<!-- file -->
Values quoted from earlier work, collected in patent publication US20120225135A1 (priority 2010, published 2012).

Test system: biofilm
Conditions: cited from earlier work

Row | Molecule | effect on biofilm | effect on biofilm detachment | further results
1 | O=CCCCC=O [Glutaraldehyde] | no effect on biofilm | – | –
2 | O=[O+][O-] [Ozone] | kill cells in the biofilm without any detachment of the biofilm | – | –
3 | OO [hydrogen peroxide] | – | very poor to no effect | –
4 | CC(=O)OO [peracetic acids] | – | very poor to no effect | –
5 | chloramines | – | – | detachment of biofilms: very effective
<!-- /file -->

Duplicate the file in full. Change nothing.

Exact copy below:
Values quoted from earlier work, collected in patent publication US20120225135A1 (priority 2010, published 2012).

Test system: biofilm
Conditions: cited from earlier work

Row | Molecule | effect on biofilm | effect on biofilm detachment | further results
1 | O=CCCCC=O [Glutaraldehyde] | no effect on biofilm | – | –
2 | O=[O+][O-] [Ozone] | kill cells in the biofilm without any detachment of the biofilm | – | –
3 | OO [hydrogen peroxide] | – | very poor to no effect | –
4 | CC(=O)OO [peracetic acids] | – | very poor to no effect | –
5 | chloramines | – | – | detachment of biofilms: very effective